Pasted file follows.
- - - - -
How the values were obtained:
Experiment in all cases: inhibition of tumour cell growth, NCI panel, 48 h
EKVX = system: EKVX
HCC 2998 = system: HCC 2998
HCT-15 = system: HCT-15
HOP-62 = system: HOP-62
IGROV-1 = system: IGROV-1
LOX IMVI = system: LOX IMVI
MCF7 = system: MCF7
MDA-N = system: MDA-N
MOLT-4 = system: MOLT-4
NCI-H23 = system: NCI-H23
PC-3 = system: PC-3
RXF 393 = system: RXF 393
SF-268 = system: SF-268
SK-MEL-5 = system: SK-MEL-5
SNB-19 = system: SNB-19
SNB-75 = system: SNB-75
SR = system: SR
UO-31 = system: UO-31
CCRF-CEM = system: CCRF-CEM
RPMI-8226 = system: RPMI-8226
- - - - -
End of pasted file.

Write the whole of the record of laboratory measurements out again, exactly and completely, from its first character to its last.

How the values were obtained:
Experiment in all cases: inhibition of tumour cell growth, NCI panel, 48 h
EKVX = system: EKVX
HCC 2998 = system: HCC 2998
HCT-15 = system: HCT-15
HOP-62 = system: HOP-62
IGROV-1 = system: IGROV-1
LOX IMVI = system: LOX IMVI
MCF7 = system: MCF7
MDA-N = system: MDA-N
MOLT-4 = system: MOLT-4
NCI-H23 = system: NCI-H23
PC-3 = system: PC-3
RXF 393 = system: RXF 393
SF-268 = system: SF-268
SK-MEL-5 = system: SK-MEL-5
SNB-19 = system: SNB-19
SNB-75 = system: SNB-75
SR = system: SR
UO-31 = system: UO-31
CCRF-CEM = system: CCRF-CEM
RPMI-8226 = system: RPMI-8226